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Illegal Jazz Brunch and Their ‘Slice Of Life’

Illegal Jazz Brunch – Vienna, Austria

Illegal Jazz Brunch and Their 'Slice Of Life'

Where are you to even begin with Illegal Jazz Brunch and their Slice Of Life. The very collection of words itself is beyond its own ability to garner interest. The Vienna based four-piece, after two teasing singles earlier in the year, revealed their majoritively instrumental slice of audio description through an equation of Math-Rock differing to the usual in its numerically focussed composition.

Alternatively said, the band offer a newer take on the genre and this is how it went. Beginning with ‘Orange Window’, the band ease-in via the known. A familiar tone introduces a band that has a penchant for sound tuned a little lower. ‘Orange Window’ is fundamentally born from Math-Rock and its two-stage intro boasts a considerable heaviness. The opener may be familiar, but it isn’t fully in bed with Math-stylings and this Post-Rock-esque display garners nothing but intrigue as Illegal Jazz Brunch up the intense ante. 

‘Breaker’ moves on via a reflective ebb that again, only but flirts with Math as it sets the scene. Much akin to its predecessor, ‘Breaker’ momentarily decides to move fully into this territory supported by bridges of grit that are laced in a prevailing tone just enough to hold continuity. IJB are very much bringing a new abrasive spin to the genre as they seamlessly merge outside influence. ‘Breaker’ shines substantially in its latter half as the ILB’s hybridised sound begins to settle unconditionally.

However, cleverly, the band orchestrate an excellent u-turn. The symbiotic mass of noodling strings, playful basslines and drum-flutter so synonymous with the genre assume dominance in ’25th Of April’. This stark change will please the purists and entice those for whom IJB are their first stepping stone. From 1:28 unto 1:57, the band leave a welcome reminder of their own take on the genre. ’25th Of April’ then returns to the archetypal mass of playful intricacy ahead of more juxtaposing intersections leading to the end of the track.

I’ve talked of an affinity for Post-Rock, but in truth, in tracks such as ‘Wostok’ Illegal Jazz Brunch progress further. The band infuse a considerable amount of melodic Alternative Rock into their already unique stance on the Math-Rock stylistic. Of course, this is all laced with tonal and/or downright obvious displays of the foundational genre but stands ‘Wostok’ as an unambiguous highlight.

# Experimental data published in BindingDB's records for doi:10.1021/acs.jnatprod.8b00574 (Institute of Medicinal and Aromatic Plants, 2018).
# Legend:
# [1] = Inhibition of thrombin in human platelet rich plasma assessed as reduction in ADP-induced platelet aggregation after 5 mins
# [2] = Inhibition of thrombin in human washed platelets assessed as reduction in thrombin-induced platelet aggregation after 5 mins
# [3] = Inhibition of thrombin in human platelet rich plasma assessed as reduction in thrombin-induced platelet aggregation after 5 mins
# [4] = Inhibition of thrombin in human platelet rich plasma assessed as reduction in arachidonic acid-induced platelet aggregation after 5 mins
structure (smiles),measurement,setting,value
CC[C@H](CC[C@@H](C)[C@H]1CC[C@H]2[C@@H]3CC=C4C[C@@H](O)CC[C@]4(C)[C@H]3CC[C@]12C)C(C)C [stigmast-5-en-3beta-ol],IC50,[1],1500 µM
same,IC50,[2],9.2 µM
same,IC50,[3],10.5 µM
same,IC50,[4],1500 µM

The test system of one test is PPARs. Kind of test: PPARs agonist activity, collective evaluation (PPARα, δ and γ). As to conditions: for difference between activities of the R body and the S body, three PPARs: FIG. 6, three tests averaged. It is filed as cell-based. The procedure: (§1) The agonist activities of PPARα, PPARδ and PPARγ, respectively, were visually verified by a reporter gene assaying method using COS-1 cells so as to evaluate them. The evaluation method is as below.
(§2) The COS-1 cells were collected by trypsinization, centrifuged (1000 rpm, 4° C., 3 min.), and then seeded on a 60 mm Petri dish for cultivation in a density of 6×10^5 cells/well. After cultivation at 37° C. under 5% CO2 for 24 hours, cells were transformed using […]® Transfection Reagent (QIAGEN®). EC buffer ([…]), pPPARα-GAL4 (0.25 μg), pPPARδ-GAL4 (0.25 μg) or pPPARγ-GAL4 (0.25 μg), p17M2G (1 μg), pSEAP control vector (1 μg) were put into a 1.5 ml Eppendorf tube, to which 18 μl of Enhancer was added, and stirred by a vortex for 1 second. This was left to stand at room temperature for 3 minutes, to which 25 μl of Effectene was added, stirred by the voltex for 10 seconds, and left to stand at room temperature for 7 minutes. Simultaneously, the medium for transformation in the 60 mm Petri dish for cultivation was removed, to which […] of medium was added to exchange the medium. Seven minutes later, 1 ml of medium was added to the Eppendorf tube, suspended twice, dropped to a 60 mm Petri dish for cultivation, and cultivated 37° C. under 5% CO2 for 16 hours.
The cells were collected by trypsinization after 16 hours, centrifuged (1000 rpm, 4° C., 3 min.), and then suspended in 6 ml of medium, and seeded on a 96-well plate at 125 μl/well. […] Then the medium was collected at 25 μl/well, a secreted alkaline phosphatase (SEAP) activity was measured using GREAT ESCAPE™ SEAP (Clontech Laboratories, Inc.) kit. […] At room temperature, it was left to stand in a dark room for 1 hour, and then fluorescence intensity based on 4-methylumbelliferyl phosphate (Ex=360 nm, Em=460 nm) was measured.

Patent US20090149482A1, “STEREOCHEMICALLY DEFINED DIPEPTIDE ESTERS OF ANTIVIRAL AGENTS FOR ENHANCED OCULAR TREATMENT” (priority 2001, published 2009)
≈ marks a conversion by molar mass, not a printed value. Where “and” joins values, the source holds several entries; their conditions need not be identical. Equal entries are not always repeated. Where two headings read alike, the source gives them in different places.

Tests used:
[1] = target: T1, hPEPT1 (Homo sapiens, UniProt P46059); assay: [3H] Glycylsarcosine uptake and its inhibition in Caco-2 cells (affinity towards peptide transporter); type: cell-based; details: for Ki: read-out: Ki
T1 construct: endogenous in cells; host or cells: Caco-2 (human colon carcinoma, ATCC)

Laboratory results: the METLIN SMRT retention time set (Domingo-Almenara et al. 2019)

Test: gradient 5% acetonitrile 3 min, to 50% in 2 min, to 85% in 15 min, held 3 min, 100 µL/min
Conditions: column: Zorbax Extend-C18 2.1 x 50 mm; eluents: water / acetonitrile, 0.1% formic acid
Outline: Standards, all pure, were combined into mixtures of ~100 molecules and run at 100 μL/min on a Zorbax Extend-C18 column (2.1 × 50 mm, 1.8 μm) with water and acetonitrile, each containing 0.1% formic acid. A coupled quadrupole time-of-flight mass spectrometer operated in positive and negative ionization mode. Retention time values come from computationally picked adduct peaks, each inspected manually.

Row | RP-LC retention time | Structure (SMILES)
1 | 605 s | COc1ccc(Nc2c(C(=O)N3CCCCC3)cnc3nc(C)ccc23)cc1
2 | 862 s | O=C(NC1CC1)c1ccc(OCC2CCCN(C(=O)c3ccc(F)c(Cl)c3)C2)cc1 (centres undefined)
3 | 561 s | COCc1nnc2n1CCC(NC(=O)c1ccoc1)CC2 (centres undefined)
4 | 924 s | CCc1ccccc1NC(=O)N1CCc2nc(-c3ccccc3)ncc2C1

‘Leery Eyes’ breaks rank unto a beat of Mathy-Indie-Rock accompanied by softly-sung vocals. This is of course before the stark change in time signature and tone commands attention again. Math-Rock is known for these short sharp deviations but usually within its own genre-parameters.  This is entirely what makes the four-piece so successful through their use of the structure but not always its natural content. 

‘The Long Night’ introduces itself with a strangely alluring mess of warped tones that leave nothing but intrigue. Track six has a substantial change in mood. The band slowly and intricately build layers again in the manner of Post-Rock yet sporadically and spasmodically show-off across the board. ‘The Long Night’ teases and teases prior to a cathartic and considerably darker and brooding blast. The band’s technical prowess is notable but ‘The Long Night’ is another shameless display of skill. IJB’s tones in track six warp all conception of your immersion and your ability to accurately keep track of what your ears are experiencing in the best way possible.

‘Sunny Days’ ebbs along in the manner of time on a day as bright as its namesake. Further lashings of Indie and Alternative Rock clash with the prevailing Math-Rock tone and sentient intricacy. I’d be lying here if I said that fans of Shoegaze’s tendency to genre-hop wouldn’t find ‘Sunny Days’ appealing. Cutting stop-starts and breakdown-esque backing allow this tracks inviting melodic leads to truly embed themselves.

‘Dancer’ injects a tempo you didn’t release this debut needed and does so unapologetically as it closes Slice Of Life-proper. ‘Elevator’ is a Spotify bonus track that offers playfully yet oddly befitting slice of Jazz that at this stage of the record, can do no wrong.

Illegal Jazz Brunch and their Slice Of Life may not be the most “traditional” but that doesn’t negate how immersive and dynamic it is a debut effort. Illegal Jazz Brunch now have more than a just a unique name, but a high-quality benchmark.

 

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